Many of the immigration debates now raging around the world reflect the faulty assumption that admitting immigrants is an act of largesse - and a costly one, at that. But, far from being an economic burden, immigrants represent a major economic opportunity for destination countries. Those countries that take a thoughtful, long-term approach to immigration can capture large and tangible benefits.
New research from the McKinsey Global Institute (MGI) shows that cross-border migrants - more than 90 per cent of whom have moved for economic reasons - comprise just 3.4 per cent of the world's population, but contribute nearly 10 per cent of global gross domestic product (GDP). Because roughly two-thirds of these migrants reside in developed countries, where productivity tends to be highest, they are maximizing the impact of their work, with far-reaching economic benefits. Migrants of all skill levels contribute to this effect.
Migrants added roughly $6.7 trillion to global GDP in 2015 - some $3.0 trillion more than they are projected to have produced had they stayed in their countries of origin. Because flows from developing to developed countries generate the largest productivity increases, these destinations account for more than 90 per cent of migrants' total contribution to global GDP. MGI estimates that, in 2015, immigrants generated some $2.0 trillion in the United States, $550 billion in Germany, $390 billion in the United Kingdom, $330 billion in Australia, and $320 billion in Canada.
Even those estimates are probably too modest, given that immigrants are also an important source of innovation and entrepreneurship. They can play a particularly important role in countries with rapidly aging populations, as they support much-needed labour-force growth, improve old-age dependency ratios, and contribute tax revenues.
Contrary to popular belief, immigrants typically do not take jobs that would otherwise be filled by native-born workers. Many gain a foothold in a new community by taking jobs that are available precisely because locals do not want them. A large body of research shows that immigrants have a negligible negative impact on the wages and employment of native-born workers, not to mention on the fiscal resources of destination countries.
Yet studies also suggest that, in Europe and North America, immigrants may earn 20-30 per cent less than native-born workers of similar education levels, even within the same occupations. With immigrants less able to negotiate wages effectively - owing to, say, language barriers or unrecognized credentials - countries end up with a two-track job market.
This inequality extends beyond economics. MGI found that, of 18 major destinations, none has achieved strong integration outcomes across the board, though some have done better than others. In all top destinations, immigrants not only face more economic obstacles than their native-born counterparts; they also have difficulty obtaining quality housing and health care, and their children face educational attainment gaps. Many report experiencing discrimination and mistrust. All of this undermines immigrants' capacity to contribute to their new countries.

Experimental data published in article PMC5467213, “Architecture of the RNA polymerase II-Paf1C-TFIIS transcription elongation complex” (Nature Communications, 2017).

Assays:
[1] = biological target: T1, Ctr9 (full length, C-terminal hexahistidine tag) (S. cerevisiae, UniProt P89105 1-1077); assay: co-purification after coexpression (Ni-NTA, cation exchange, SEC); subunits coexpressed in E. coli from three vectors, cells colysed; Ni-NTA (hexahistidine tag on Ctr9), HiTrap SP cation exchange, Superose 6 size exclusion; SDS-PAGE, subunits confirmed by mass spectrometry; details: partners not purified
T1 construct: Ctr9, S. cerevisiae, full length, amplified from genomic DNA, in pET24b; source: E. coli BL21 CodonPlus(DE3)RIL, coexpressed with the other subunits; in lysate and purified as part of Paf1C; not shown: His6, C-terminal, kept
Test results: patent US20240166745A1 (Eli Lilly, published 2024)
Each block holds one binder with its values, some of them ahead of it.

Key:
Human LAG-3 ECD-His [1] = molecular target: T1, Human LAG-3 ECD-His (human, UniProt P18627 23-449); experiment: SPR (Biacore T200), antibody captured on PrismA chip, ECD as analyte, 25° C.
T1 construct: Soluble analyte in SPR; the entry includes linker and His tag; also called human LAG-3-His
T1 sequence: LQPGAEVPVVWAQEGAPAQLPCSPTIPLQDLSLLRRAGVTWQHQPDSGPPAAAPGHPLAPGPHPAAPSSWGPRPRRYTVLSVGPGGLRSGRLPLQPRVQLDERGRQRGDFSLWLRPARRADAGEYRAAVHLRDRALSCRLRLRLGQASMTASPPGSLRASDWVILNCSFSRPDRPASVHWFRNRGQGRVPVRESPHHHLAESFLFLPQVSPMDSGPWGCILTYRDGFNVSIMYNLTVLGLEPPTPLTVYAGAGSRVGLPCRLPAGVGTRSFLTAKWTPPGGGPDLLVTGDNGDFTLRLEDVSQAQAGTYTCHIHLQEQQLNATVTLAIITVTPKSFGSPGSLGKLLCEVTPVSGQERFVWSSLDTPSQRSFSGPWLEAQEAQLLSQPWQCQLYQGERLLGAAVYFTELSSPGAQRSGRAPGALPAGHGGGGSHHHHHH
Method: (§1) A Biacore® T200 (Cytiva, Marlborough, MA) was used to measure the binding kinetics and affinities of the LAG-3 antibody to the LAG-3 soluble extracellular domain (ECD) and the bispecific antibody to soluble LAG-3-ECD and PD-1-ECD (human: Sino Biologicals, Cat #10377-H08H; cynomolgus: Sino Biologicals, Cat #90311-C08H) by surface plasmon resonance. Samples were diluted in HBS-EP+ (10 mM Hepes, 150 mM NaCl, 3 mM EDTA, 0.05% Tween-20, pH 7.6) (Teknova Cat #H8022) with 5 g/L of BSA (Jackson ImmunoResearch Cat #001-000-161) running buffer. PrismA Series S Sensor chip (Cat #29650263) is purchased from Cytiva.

The problem is that, in many countries, the immigration debate begins and ends with the question of how many people to admit and what their profile should be. It rarely extends to creating real pathways for those immigrants to assimilate fully and maximize their economic contributions.
Focusing more attention and resources on integration can help new arrivals reach their full productive potential - an outcome that is in every destination country's best interests. Such efforts can transform immigrants' lives and those of the second- and third-generation immigrants who will shape the labour force of the future.
To this end, short-term initiatives aimed simply at linking immigrants to employment are inadequate. After all, a group that is disadvantaged in education, housing, health care, and social and civic life will always be at a disadvantage in the labour market, even if efforts are made to connect that group to jobs.
If immigrants are to meet their full potential, destination countries must pursue economic, social, and civic interventions in a holistic manner. Moreover, because immigrant populations change over time, these must be long-term initiatives. Their ultimate success requires the involvement of immigrants and host communities alike.
Local organizations and gateway cities like New York, London, and Berlin are already pioneering effective approaches to immigrant integration. They have the depth of experience and the sense of accountability that is needed to seize the opportunity that immigration presents.
The scale of that opportunity is huge. According to MGI research, narrowing the wage gap between immigrants and native-born workers to 5.0-10 per cent would generate an additional $800 billion to $1.0 trillion per year in global output. It would also bring additional societal benefits, including lower poverty rates and higher productivity for destinations that take the lead.
Of course, immigration does imply short-term challenges and costs for destination countries, particularly when it takes the form of a large and sudden influx of refugees. But these costs are far outweighed by immigration's medium- and long-term benefits - as long as governments work actively to support integration.
In today's interconnected world, migration is inevitable. The question is whether we will create isolated, disaffected, and dependent populations of immigrants, or a powerful engine of growth and dynamism.
Ian Goldin is Professor of Globalization and Development and Director of the Oxford Martin Program on Technological and Economic Change at the University of Oxford. Jonathan Woetzel is a director of the McKinsey Global Institute and a senior partner of McKinsey & Company,
based in Shanghai, China.
Project Syndicate, 2017.